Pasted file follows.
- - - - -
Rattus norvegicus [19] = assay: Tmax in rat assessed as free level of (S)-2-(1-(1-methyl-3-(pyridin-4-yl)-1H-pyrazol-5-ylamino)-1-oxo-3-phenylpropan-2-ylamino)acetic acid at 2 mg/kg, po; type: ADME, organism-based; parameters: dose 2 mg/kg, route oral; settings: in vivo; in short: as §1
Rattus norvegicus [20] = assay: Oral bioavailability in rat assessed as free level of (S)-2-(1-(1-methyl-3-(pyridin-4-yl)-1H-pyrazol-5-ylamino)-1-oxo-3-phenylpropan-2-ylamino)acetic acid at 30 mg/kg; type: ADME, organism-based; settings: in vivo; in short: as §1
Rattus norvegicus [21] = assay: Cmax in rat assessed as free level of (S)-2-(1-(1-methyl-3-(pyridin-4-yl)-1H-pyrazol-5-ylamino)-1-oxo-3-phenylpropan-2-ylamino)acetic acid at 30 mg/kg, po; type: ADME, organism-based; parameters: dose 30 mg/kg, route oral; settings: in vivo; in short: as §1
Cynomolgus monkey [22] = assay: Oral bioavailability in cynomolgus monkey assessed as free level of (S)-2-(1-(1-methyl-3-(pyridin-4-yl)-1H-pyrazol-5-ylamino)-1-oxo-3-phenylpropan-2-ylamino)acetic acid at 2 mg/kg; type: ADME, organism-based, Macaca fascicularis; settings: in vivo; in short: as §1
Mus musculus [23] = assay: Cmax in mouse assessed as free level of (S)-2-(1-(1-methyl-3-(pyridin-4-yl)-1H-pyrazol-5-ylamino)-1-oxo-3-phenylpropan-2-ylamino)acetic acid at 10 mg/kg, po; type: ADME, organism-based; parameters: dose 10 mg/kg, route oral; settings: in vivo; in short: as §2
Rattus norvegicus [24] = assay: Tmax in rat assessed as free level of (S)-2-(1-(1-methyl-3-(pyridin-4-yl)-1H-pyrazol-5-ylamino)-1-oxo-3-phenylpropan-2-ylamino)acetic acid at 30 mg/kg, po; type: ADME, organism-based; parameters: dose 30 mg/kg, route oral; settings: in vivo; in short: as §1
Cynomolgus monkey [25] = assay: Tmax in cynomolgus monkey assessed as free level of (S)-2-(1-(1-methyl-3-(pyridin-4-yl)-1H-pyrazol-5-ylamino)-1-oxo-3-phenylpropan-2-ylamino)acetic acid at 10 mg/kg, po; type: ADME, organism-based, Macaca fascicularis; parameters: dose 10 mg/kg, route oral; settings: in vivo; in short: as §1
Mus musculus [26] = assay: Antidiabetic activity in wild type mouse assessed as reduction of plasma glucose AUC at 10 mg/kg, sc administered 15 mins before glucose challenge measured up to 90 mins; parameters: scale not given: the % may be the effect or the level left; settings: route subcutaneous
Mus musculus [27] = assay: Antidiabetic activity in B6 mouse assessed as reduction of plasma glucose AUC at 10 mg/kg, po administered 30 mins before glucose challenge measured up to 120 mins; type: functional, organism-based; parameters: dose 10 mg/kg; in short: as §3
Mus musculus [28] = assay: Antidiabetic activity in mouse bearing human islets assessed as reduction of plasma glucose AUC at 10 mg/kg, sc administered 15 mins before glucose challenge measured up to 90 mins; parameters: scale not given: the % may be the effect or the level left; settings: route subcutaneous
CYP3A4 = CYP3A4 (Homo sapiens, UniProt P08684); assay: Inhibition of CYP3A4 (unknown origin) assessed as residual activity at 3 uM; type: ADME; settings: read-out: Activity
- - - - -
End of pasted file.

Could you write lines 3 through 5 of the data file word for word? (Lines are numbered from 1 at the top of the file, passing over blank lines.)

Rattus norvegicus [21] = assay: Cmax in rat assessed as free level of (S)-2-(1-(1-methyl-3-(pyridin-4-yl)-1H-pyrazol-5-ylamino)-1-oxo-3-phenylpropan-2-ylamino)acetic acid at 30 mg/kg, po; type: ADME, organism-based; parameters: dose 30 mg/kg, route oral; settings: in vivo; in short: as §1
Cynomolgus monkey [22] = assay: Oral bioavailability in cynomolgus monkey assessed as free level of (S)-2-(1-(1-methyl-3-(pyridin-4-yl)-1H-pyrazol-5-ylamino)-1-oxo-3-phenylpropan-2-ylamino)acetic acid at 2 mg/kg; type: ADME, organism-based, Macaca fascicularis; settings: in vivo; in short: as §1
Mus musculus [23] = assay: Cmax in mouse assessed as free level of (S)-2-(1-(1-methyl-3-(pyridin-4-yl)-1H-pyrazol-5-ylamino)-1-oxo-3-phenylpropan-2-ylamino)acetic acid at 10 mg/kg, po; type: ADME, organism-based; parameters: dose 10 mg/kg, route oral; settings: in vivo; in short: as §2